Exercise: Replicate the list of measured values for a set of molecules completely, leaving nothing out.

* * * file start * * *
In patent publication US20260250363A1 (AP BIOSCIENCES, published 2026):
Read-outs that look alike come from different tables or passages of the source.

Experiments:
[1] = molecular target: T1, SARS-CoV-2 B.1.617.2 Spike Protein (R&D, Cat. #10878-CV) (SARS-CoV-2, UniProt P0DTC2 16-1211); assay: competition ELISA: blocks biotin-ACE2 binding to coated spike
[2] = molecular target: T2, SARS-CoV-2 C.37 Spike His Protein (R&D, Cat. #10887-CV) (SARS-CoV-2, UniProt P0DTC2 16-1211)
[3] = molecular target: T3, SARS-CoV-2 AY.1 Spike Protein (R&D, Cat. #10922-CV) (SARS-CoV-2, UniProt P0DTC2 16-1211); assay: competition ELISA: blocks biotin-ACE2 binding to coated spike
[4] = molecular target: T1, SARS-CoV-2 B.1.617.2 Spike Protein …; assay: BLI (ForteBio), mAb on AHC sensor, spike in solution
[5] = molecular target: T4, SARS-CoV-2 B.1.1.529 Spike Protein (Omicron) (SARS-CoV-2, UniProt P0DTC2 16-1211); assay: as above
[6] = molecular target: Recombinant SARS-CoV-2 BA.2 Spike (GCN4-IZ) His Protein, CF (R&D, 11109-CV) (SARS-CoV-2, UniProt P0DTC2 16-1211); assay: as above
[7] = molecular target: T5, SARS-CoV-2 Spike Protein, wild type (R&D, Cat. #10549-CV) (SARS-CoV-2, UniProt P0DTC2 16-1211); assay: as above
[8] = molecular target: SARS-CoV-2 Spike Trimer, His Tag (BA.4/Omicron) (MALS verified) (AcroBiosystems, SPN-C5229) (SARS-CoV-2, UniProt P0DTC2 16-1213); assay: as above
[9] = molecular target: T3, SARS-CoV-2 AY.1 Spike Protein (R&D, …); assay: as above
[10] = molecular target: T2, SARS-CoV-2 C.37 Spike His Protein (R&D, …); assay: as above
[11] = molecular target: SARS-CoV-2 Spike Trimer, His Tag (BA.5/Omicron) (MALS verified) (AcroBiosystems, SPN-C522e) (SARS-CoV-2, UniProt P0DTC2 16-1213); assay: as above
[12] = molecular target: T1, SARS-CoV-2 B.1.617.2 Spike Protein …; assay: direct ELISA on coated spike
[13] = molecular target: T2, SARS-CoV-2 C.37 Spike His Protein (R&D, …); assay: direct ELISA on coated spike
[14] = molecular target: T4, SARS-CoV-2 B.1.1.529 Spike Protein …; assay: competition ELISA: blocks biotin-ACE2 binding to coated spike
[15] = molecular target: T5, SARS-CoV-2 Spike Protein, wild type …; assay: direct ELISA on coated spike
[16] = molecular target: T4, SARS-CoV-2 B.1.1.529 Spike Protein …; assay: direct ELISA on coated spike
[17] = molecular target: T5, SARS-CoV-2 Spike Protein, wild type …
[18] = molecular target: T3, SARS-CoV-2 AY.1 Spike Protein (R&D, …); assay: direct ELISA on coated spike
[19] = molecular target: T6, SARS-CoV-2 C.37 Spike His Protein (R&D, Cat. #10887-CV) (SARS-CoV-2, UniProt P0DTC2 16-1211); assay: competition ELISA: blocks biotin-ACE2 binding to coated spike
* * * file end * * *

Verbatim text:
In patent publication US20260250363A1 (AP BIOSCIENCES, published 2026):
Read-outs that look alike come from different tables or passages of the source.

Experiments:
[1] = molecular target: T1, SARS-CoV-2 B.1.617.2 Spike Protein (R&D, Cat. #10878-CV) (SARS-CoV-2, UniProt P0DTC2 16-1211); assay: competition ELISA: blocks biotin-ACE2 binding to coated spike
[2] = molecular target: T2, SARS-CoV-2 C.37 Spike His Protein (R&D, Cat. #10887-CV) (SARS-CoV-2, UniProt P0DTC2 16-1211)
[3] = molecular target: T3, SARS-CoV-2 AY.1 Spike Protein (R&D, Cat. #10922-CV) (SARS-CoV-2, UniProt P0DTC2 16-1211); assay: competition ELISA: blocks biotin-ACE2 binding to coated spike
[4] = molecular target: T1, SARS-CoV-2 B.1.617.2 Spike Protein …; assay: BLI (ForteBio), mAb on AHC sensor, spike in solution
[5] = molecular target: T4, SARS-CoV-2 B.1.1.529 Spike Protein (Omicron) (SARS-CoV-2, UniProt P0DTC2 16-1211); assay: as above
[6] = molecular target: Recombinant SARS-CoV-2 BA.2 Spike (GCN4-IZ) His Protein, CF (R&D, 11109-CV) (SARS-CoV-2, UniProt P0DTC2 16-1211); assay: as above
[7] = molecular target: T5, SARS-CoV-2 Spike Protein, wild type (R&D, Cat. #10549-CV) (SARS-CoV-2, UniProt P0DTC2 16-1211); assay: as above
[8] = molecular target: SARS-CoV-2 Spike Trimer, His Tag (BA.4/Omicron) (MALS verified) (AcroBiosystems, SPN-C5229) (SARS-CoV-2, UniProt P0DTC2 16-1213); assay: as above
[9] = molecular target: T3, SARS-CoV-2 AY.1 Spike Protein (R&D, …); assay: as above
[10] = molecular target: T2, SARS-CoV-2 C.37 Spike His Protein (R&D, …); assay: as above
[11] = molecular target: SARS-CoV-2 Spike Trimer, His Tag (BA.5/Omicron) (MALS verified) (AcroBiosystems, SPN-C522e) (SARS-CoV-2, UniProt P0DTC2 16-1213); assay: as above
[12] = molecular target: T1, SARS-CoV-2 B.1.617.2 Spike Protein …; assay: direct ELISA on coated spike
[13] = molecular target: T2, SARS-CoV-2 C.37 Spike His Protein (R&D, …); assay: direct ELISA on coated spike
[14] = molecular target: T4, SARS-CoV-2 B.1.1.529 Spike Protein …; assay: competition ELISA: blocks biotin-ACE2 binding to coated spike
[15] = molecular target: T5, SARS-CoV-2 Spike Protein, wild type …; assay: direct ELISA on coated spike
[16] = molecular target: T4, SARS-CoV-2 B.1.1.529 Spike Protein …; assay: direct ELISA on coated spike
[17] = molecular target: T5, SARS-CoV-2 Spike Protein, wild type …
[18] = molecular target: T3, SARS-CoV-2 AY.1 Spike Protein (R&D, …); assay: direct ELISA on coated spike
[19] = molecular target: T6, SARS-CoV-2 C.37 Spike His Protein (R&D, Cat. #10887-CV) (SARS-CoV-2, UniProt P0DTC2 16-1211); assay: competition ELISA: blocks biotin-ACE2 binding to coated spike